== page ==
A conversation about Play England’s future







At a Play England members meeting in 2015, entitled ‘Children’s Play – The Challenge Ahead’, a significant number of people agreed that now was the time to generate a wide-ranging discussion about Play England’s own future role; this discussion also to consider how the national body should go about its business. The emphasis was very much on looking forward in an open minded and mutually supportive way, aware of past and current initiatives and programmes, but not to be governed by these.

In an informal initiative generated by one of the discussion groups at the ‘Challenge Ahead’ meeting, Wendy Russell of the University of Gloucestershire and Bernard Spiegal of PLAYLINK wrote to those present in order to try and progress that conversation. Although Play England assented to the move, it was stressed that the initiative was independent of them. A copy of Wendy and Bernard’s letter can be read here.

The letter highlighted some discussion themes, saying that these included, but were not limited to:

  • In what way, and by what means, can independent, dispassionate thought and talk be encouraged?
  • How can play organisations, supporters and stakeholders work better together and support each other in the current political environment?  How can we support each other?
  • Should more reliance be placed on individuals to make voluntary commitments of time and energy to carry forward thinking and action in respect of play in England?  Is it realistic to do so?  (Ask not what Play England can do for you, but what you can do for play in England!).
  • If ‘yes’ to the above, how might this be achieved, and what should be the relation between this voluntary endeavour and Play England?
  • How might Play England and its supporters campaign on behalf of children’s play, and how might the diverse policy and commitment streams in the area of play be more fruitfully, more cohesively, inter-connected?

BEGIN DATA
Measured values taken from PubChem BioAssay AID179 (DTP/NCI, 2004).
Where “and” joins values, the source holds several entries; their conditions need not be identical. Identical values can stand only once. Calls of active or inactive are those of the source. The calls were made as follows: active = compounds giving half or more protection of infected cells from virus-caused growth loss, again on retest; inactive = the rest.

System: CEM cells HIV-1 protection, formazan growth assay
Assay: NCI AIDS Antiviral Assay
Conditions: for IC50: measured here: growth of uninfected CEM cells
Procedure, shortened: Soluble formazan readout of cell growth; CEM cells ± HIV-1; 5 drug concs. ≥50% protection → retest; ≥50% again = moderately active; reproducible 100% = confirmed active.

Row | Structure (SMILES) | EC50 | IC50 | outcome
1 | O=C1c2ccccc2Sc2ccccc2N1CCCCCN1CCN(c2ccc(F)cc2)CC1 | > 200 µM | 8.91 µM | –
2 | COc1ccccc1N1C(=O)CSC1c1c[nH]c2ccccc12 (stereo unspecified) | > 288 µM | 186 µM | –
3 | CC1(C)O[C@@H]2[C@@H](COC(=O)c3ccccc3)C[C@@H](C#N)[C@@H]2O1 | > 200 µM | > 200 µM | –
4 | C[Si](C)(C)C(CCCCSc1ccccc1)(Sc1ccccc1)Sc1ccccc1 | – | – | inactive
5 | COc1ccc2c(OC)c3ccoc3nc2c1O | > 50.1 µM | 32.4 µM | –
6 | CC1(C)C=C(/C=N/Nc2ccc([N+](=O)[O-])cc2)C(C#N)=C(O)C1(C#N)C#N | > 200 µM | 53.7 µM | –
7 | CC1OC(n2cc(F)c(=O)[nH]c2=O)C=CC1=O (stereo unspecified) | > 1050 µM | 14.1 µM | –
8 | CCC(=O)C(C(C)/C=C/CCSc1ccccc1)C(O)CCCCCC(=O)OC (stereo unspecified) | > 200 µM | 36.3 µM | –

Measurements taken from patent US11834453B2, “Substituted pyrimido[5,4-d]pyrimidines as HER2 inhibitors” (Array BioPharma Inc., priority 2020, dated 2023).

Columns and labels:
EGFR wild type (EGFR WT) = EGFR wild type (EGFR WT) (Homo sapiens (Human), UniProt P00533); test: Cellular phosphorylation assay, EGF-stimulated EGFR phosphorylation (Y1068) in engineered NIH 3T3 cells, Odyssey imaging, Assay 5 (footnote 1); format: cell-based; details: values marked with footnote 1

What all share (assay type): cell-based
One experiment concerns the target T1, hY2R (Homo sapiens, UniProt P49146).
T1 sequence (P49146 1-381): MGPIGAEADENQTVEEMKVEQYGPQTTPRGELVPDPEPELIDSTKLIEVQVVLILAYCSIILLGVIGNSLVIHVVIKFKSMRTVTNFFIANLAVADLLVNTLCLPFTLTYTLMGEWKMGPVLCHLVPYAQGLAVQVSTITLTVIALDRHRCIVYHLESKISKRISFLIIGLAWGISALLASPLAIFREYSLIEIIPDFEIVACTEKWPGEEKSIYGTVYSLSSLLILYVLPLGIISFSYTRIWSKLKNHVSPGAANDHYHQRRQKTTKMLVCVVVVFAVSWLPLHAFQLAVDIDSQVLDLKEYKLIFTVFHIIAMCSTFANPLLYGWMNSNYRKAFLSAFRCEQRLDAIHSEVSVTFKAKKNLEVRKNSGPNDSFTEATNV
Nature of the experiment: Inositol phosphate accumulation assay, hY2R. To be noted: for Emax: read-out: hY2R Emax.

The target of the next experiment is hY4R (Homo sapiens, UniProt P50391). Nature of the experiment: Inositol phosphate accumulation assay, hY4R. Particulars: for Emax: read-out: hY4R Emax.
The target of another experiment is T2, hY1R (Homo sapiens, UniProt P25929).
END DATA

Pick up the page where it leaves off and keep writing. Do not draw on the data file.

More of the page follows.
• How might Play England and its supporters better reflect the diversity of England’s population?
  • Is there a need to make a decisive break with thinking that assumes progress can be made only if Play England is externally funded?
  • To what extent, if any, should Play England involve itself in direct service delivery?
  • How might more effective alliances be formed with non-play specific organisations, groupings and campaigns that nevertheless affect the practical realisation of the right to play?
  • What are the major themes/issues ‘play’ should be addressing?

Wendy and Bernard then circulated, to all who had expressed an interest, their summary of the responses to their letter. A copy of this can be read here.

Since then, other than some further break out groups at Play England’s AGM in January, the conversation has stalled somewhat for want of a suitable platform. I have therefore agreed to provide this space, in order to

a) enable the conversation to continue on-line; and

b) provide opportunities for those interested in organising further face-to-face discussions to do so.

Whether you are a member of Play England or of the wider play community in England, and have a response to any of these, or other issues that you are willing to share, please use the comments section below.

If you would like to suggest or call a meeting to enable face-to-face discussions to continue, please use the separate page here to network and connect with others who may like to attend or host such meetings.